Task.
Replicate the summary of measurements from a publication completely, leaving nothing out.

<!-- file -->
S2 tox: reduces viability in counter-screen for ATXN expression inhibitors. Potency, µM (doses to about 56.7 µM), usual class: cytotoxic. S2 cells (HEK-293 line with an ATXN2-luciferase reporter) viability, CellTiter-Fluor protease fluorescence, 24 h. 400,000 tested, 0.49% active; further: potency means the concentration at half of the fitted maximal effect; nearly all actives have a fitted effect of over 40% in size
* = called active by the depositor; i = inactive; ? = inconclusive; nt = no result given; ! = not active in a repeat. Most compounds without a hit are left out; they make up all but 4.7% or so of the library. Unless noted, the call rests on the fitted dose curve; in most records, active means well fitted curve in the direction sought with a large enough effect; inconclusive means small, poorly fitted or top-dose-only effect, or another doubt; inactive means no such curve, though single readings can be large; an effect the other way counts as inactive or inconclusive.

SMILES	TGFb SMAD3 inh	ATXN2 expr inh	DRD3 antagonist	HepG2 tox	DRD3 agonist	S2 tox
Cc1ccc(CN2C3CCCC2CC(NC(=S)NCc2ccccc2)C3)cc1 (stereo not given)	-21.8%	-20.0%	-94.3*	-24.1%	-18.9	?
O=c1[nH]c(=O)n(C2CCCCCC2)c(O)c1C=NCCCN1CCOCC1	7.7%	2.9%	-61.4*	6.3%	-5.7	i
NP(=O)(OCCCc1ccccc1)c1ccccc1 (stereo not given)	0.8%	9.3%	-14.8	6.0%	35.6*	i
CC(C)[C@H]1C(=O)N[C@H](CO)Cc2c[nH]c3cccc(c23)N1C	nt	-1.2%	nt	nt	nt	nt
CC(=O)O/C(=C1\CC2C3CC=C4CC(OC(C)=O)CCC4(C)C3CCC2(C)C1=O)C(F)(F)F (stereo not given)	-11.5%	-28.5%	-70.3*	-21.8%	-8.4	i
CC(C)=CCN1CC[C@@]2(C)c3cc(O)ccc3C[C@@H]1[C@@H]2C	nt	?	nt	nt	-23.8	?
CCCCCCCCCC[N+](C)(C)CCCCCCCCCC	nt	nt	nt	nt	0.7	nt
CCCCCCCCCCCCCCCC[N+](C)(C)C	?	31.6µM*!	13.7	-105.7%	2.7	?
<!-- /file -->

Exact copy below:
S2 tox: reduces viability in counter-screen for ATXN expression inhibitors. Potency, µM (doses to about 56.7 µM), usual class: cytotoxic. S2 cells (HEK-293 line with an ATXN2-luciferase reporter) viability, CellTiter-Fluor protease fluorescence, 24 h. 400,000 tested, 0.49% active; further: potency means the concentration at half of the fitted maximal effect; nearly all actives have a fitted effect of over 40% in size
* = called active by the depositor; i = inactive; ? = inconclusive; nt = no result given; ! = not active in a repeat. Most compounds without a hit are left out; they make up all but 4.7% or so of the library. Unless noted, the call rests on the fitted dose curve; in most records, active means well fitted curve in the direction sought with a large enough effect; inconclusive means small, poorly fitted or top-dose-only effect, or another doubt; inactive means no such curve, though single readings can be large; an effect the other way counts as inactive or inconclusive.

SMILES	TGFb SMAD3 inh	ATXN2 expr inh	DRD3 antagonist	HepG2 tox	DRD3 agonist	S2 tox
Cc1ccc(CN2C3CCCC2CC(NC(=S)NCc2ccccc2)C3)cc1 (stereo not given)	-21.8%	-20.0%	-94.3*	-24.1%	-18.9	?
O=c1[nH]c(=O)n(C2CCCCCC2)c(O)c1C=NCCCN1CCOCC1	7.7%	2.9%	-61.4*	6.3%	-5.7	i
NP(=O)(OCCCc1ccccc1)c1ccccc1 (stereo not given)	0.8%	9.3%	-14.8	6.0%	35.6*	i
CC(C)[C@H]1C(=O)N[C@H](CO)Cc2c[nH]c3cccc(c23)N1C	nt	-1.2%	nt	nt	nt	nt
CC(=O)O/C(=C1\CC2C3CC=C4CC(OC(C)=O)CCC4(C)C3CCC2(C)C1=O)C(F)(F)F (stereo not given)	-11.5%	-28.5%	-70.3*	-21.8%	-8.4	i
CC(C)=CCN1CC[C@@]2(C)c3cc(O)ccc3C[C@@H]1[C@@H]2C	nt	?	nt	nt	-23.8	?
CCCCCCCCCC[N+](C)(C)CCCCCCCCCC	nt	nt	nt	nt	0.7	nt
CCCCCCCCCCCCCCCC[N+](C)(C)C	?	31.6µM*!	13.7	-105.7%	2.7	?